These memories are bitter-sweet right now as we find ourselves in a time of economic meltdown. The optimism of the 1950’s, and the emergence of more efficient capitalism (e.g., advertising mediums, rating systems like Nielsen, national retail chains), helped create a time when building an enclosed, climate controlled shopping mall made it much more pleasant in harsh climates like those here in Minnesota, and obviously created a more efficient and often used place to buy goods.

Though this photo was taken before I was a year old, Southdale shopping mall has played an integral part in my life. Dozens of trips each year were made to shop and buy (though often we had to shop in less expensive stores elsewhere) and I have so many recollections both good and bad that I had to do this post.

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Amazingly Well Done Site: The Vintage Aviator

Poking around and viewing hot examples of Drupal sites usually doesn’t turn up great design. But I just came across a Drupal site that is so well done, so gorgeous and such a delight to poke around in that I had to pass it along.

The Vintage Aviator is a New Zealand site that has very high production values and a retro design that is evocative of days gone by. From the backgrounds, to typefaces used, to the great photographs, I was impressed, but when I got to the Playing Sopwith and Spitfire video it made me sit straight up and say, “How did they shoot that video!

Who are these guys? On their site they state, “Our customers are generally private collectors and museums. We are currently building aircraft and overhauling engines for customers in Australia, New Zealand, Europe and the USA.” From the quality of all aspects of the imagery, video, representation of the planes and parts, I’ll bet they do a lot of business.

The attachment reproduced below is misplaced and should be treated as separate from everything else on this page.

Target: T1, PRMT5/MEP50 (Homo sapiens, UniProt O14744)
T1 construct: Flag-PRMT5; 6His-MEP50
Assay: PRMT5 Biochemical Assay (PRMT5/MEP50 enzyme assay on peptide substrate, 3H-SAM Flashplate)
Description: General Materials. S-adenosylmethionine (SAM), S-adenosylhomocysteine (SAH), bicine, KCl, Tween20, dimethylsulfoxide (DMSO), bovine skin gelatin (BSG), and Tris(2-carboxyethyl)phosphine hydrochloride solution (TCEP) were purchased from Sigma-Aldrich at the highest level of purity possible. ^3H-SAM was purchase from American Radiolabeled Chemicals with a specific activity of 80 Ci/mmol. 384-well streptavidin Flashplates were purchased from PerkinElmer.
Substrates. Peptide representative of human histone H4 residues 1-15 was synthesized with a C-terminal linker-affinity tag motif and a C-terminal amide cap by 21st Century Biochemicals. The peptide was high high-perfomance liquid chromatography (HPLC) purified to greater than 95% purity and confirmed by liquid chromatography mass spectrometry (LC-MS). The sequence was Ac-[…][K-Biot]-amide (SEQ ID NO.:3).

It’s a Wonderful Internet

As a fan of the movie It’s A Wonderful Life, this fun takeoff on it, It’s A Wonderful Internet (link dead as of July 2012) is worth the five minutes of going through it (and make sure you use the sliders — like the arrow above — to see the photo change to align to the story elements.

The Internet: one of the things I gave thanks for yesterday!  😉


We Need Better Mashup and Dashboard ‘Aggregators’

One thing is absolutely crystal clear to even a casual observer of today’s Web application space: there are an unprecedented number of phenomenal tools available (many of them free), but unless you want to have 25 tabs open in a browser window, it’s pretty challenging to bring them all together in a useful way and coordinate and orchestrate their use.

In the enterprise space, there’s been a long running category called composite applications. These were apps that I.T. could create that would bring together disparate business data and application functionality into a new application. Making this easier for enterprise I.T. was a key objective in the portal space, but it never gained the sort of traction everyone expected.

In the Web 2.0 area, composite applications are known as mashups and are the closest thing to a composite application (and some argue these are composite apps) and are at the core of why the internet is a platform and more and more hosted application providers are delivering API’s which enable smart developers to pull together chunks of functionality and deliver a different and completely new application (browse over 3,500 mashups here).

But what about startups, small to midsize businesses, agencies and non-profit organizations, who’d like to simply and easily aggregate all of this disparate functionality together in one spot and cannot afford a composite app/mashup development effort?